…..This is a question we get asked a lot by would-be complementary therapists for horses. This is often followed by the question about whether training is needed first in human therapies – many people don’t want to do both.
As a consultancy for both businesses and animal-owners, plus would-be students, I’m only to happy to help! My website at www.taranet.co.uk contains a lot of free training advice.
But it can definitely be confusing – physiotherapy, chiropractic, osteopathy are all different in their training options. These 3 therapies are also “interesting” in that for their use with people, there’s legislation in place to help protect these professions from unqualified therapists.
Although all therapists should work within the requirements of the Veterinary Act, there are not currently such stringent regulations in place for the training of many therapists working with animals. So my number 1 piece of advice is often that a student should check to see what professional association they can become a member of, as a result of successfully completing the course they’re interested in.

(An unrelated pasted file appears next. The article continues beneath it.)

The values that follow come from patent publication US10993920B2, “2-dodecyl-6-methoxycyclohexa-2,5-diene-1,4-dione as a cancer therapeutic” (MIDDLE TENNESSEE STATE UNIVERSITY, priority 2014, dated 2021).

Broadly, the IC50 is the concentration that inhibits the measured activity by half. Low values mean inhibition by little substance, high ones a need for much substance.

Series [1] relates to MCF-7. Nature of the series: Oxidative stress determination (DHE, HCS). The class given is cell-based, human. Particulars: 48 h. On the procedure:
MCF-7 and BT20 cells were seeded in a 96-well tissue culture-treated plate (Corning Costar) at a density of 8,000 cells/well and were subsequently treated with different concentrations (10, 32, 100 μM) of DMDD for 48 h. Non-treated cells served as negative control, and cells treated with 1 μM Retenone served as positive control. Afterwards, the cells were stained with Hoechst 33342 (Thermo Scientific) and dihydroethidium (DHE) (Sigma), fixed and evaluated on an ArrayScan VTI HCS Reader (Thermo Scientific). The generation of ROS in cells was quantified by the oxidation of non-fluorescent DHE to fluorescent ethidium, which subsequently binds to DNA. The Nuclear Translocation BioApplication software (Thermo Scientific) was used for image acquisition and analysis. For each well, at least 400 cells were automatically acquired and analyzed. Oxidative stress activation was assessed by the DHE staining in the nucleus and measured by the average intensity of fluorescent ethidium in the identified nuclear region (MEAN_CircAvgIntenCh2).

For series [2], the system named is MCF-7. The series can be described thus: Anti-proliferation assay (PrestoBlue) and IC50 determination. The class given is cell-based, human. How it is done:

A good professional association will offer a variety of membership benefits – such as Continual Professional Development and insurance opportunities. Insurance companies will usually only offer insurance to animal therapists who are properly qualified – and being a member of a recognised association can help to provide this reassurance that you’re committed to high professional standards.
If you know anyone thinking of working as a complementary therapist for horses, hopefully this will help provide food for thought!
So going back to the question of becoming an equine therapist, there are lots of different options